It’s a shame these two were taken out so quickly. They could have been upgradable repeated enemies or good allies. Their weakness was a bit on the ridiculous side, though. Yes, there’s a lot of poetic tragedy in their situation, but…..really Black Ghost? They explode and die if they touch? These two cyborgs who work best when they work together and also move at supersonic speeds making accidental collisions or contact nearly unavoidable at some point? How could you not make some sort of failsafe for that before sending them out in the field?

Once 0010 Plus and Minus are felled, 009 returns to Kozumi’s house where 003, 004, and 007 are resting. 003 is in particularly bad shape because of course she is. However, there’s no time for rest because, believe it or not, the next cyborg in the line, 0011 is knocking on their door.

And by ‘knocking’ I mean he’s destroying the house.

And by ‘0011’ I mean a

GIANT

ROBOT

SPIDER

Yup, skewing pretty far away from the human-given-cybernetic-implants angle is 0011, who is just a brain in a giant robot spider. I don’t actually know what the point is of just putting a brain in a giant robot spider, but believe it or not, in the outlandish design department, 0011 has absolutely nothing on 0012, whom we’ll get to in the next chapter.

0011’s abilities include missiles that contain some weird sticky substance that hardens into a stone-like material used to encase his enemies, an accelerator because everyone needs to have that thing now, flight and a projectile that is filled with poison that can even kill cyborgs.

Unlike 0010, who was brash and itching to fight, 0011 is oddly calm and understanding. He doesn’t want to fight the cyborgs, but Black Ghost promised him they’d put his brain back into his body if he did, so he has sworn allegiance to them. This is obviously a lie, but all 0011 has to live for right now is that promise. He starts his assault, and 005, 008 and 002 rush out first, since 009 is still weak from his battle with Plus and Minus, but he soon follows after anyway. 005 and 008 are quickly encased in that weird substance I mentioned earlier, so they’re taken out of the battle disappointingly quickly, leaving 002 and 009 to battle him.

It’s not quite that simple, however, because 0011 not only has both of their main powers and more, but he’s also incredibly well-armored. None of their shots can even hope to break through his defenses. They only have one option – the sliding doors that cover the openings for his guns. They wait until he opens them back up again and shoot inside, causing him to fall apart.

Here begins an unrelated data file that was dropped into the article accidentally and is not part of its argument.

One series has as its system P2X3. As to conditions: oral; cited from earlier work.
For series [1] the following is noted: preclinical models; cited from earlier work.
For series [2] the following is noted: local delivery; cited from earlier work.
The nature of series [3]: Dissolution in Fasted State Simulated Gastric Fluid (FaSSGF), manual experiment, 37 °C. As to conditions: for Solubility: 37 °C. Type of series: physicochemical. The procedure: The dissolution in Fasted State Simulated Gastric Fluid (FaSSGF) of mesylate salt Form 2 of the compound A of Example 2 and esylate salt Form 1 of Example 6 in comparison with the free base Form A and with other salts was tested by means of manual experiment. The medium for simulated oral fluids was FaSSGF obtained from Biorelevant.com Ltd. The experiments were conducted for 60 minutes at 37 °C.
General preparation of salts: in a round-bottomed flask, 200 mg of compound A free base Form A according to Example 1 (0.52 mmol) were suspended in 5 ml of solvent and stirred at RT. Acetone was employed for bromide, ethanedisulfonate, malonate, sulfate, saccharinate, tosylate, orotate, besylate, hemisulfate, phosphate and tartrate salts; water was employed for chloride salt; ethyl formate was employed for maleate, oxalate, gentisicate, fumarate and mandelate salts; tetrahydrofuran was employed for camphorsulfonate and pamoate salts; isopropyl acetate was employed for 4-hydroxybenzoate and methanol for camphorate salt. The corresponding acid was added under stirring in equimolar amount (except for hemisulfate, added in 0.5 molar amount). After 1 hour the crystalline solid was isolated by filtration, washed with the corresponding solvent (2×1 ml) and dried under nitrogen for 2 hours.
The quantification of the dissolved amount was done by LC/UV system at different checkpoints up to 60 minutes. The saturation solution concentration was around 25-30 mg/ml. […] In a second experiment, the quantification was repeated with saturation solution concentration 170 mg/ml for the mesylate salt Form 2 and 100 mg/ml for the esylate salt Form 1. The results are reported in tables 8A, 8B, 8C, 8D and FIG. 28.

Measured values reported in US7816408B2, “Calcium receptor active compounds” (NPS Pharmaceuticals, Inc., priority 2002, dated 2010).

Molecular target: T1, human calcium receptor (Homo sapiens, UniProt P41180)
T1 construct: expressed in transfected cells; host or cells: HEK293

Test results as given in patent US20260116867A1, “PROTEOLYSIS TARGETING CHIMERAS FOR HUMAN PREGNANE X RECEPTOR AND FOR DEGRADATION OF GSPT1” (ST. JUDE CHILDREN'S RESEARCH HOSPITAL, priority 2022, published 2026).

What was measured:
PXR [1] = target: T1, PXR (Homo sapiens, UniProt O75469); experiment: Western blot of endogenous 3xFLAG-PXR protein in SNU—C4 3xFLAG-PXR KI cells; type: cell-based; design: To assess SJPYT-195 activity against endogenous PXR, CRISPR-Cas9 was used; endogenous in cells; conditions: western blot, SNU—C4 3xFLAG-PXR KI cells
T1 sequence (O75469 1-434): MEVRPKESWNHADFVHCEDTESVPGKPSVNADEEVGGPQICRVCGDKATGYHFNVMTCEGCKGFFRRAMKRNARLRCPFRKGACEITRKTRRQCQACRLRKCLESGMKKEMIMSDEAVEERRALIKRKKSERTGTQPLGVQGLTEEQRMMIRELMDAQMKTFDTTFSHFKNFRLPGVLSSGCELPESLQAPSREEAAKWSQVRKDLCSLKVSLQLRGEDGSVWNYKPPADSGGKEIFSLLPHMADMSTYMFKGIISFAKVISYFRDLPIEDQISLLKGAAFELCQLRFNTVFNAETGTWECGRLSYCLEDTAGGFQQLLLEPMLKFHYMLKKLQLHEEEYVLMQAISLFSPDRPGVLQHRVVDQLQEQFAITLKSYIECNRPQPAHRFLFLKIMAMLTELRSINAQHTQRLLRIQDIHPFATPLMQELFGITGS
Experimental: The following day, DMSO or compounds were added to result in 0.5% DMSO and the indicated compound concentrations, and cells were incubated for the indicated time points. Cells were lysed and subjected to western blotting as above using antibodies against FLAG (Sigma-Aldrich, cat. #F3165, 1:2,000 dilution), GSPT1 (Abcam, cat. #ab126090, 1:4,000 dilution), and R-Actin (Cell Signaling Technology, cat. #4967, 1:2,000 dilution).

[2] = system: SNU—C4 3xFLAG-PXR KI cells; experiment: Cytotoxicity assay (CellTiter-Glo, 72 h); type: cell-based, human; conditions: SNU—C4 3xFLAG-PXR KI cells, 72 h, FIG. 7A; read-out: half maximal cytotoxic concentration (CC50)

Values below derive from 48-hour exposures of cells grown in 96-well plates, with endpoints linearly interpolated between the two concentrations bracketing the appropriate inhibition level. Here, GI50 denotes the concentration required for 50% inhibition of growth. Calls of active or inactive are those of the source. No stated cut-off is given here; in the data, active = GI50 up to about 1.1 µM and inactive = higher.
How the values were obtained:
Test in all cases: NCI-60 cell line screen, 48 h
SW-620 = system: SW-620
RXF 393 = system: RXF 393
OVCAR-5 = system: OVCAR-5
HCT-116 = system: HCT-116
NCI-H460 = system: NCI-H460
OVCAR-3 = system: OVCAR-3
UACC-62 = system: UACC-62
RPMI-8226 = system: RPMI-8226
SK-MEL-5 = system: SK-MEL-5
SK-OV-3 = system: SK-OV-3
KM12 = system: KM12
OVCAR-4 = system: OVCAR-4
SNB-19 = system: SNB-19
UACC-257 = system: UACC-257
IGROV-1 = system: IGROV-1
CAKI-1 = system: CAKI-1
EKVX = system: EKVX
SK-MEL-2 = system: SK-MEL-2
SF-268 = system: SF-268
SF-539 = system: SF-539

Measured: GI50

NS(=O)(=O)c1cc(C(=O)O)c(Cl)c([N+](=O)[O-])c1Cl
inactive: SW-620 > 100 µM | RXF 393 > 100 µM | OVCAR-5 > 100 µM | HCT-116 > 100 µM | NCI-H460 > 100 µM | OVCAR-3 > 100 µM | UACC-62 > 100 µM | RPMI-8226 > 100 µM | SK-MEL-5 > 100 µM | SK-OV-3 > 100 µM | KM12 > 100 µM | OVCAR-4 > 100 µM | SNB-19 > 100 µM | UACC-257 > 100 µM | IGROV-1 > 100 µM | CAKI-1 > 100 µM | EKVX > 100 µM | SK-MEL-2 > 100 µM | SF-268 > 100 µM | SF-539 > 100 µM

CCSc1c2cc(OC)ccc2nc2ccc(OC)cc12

As he lay dying, 0011 shoots a projectile into the sky and it starts raining. 0011 dies peacefully having gained his freedom from this metal shell he was forced into. He equates the rain falling down his ‘eyes’ being the closest thing he’ll get to crying. But in his one last act to try and achieve his goal he reveals that the projectile is actually causing the ‘rain’ falling around them. It’s poisoned, and 002 and 009 have to act quickly in order to survive. He bids them farewell and explodes.

001 teleports all of them back to the house. First things first, they have to extract 008 and 005 from the stone. They have life-support systems, but they’re running low on power and oxygen. 006 is the only one who can remove them with his flames, but he has to be incredibly careful or else he’ll severely injure them. He’s able to remove them from the stones, though a little on the crispy side, so it’s time to address 002 and 009. In his infinite wisdom, 001 has not only been able to pinpoint what poison is affecting them, but even tells Dr. Kozumi…the…ya know…doctor…what to put in the antidote to save them.

All of the group recovers to full health, concerned about what else Black Ghost might have up their sleeves….and uh….it’s a doozy.

Chapter 10 introduces us to the weirdest cyborg of the 00 line – 0012. I say this because 0012 isn’t so much a cyborg or a robot even….she’s a sentient immobile murder house.

Bear in mind that the 00 cyborgs were created with the intention of mass producing and distributing them to various governments in order to perpetuate war – especially in outer space.

A sentient immobile murder house is one of those cyborgs.

Don’t get me wrong, she’s a really well-designed, powerful and AWESOME sentient immobile murder house, but she’s still an immobile murder house, who, by the way, doesn’t have any external weapons, which means as long as you don’t have a reason to go on the property, you’re golden.

Granted, she does have ‘servants’ which act as her ‘limbs.’ Each servant is their own character, and each is given disabilities that are compensated for with cybernetics. For example, the first servant, Camel (Known as Rakuda in the translation) has a hunchback. Yeah, not the most sensitive of names. I can understand why TokyoPop changed it to the literal Japanese version, if they did that intentionally.

His hunch was made cybernetic, allowing him to open and close it like it a venus fly trap or bear trap. This sounds cool, but unless someone’s trying to tackle him, it’s really inefficient. He can also spit?…I dunno. In his battle with 009, he’s spitting something at him over and over but I honestly don’t know if it’s a projectile or just spit. But get it?….Spit…..Camel….Ha….Ha? I really want to say he just has spit as a ‘power’ because ew no one likes getting spit on.

The second servant is Scarecrow, a man with a prosthetic leg who walks using a cane. His prosthetic is spring-loaded, allowing him to jump very high, and his cane doubles as a club and machine gun.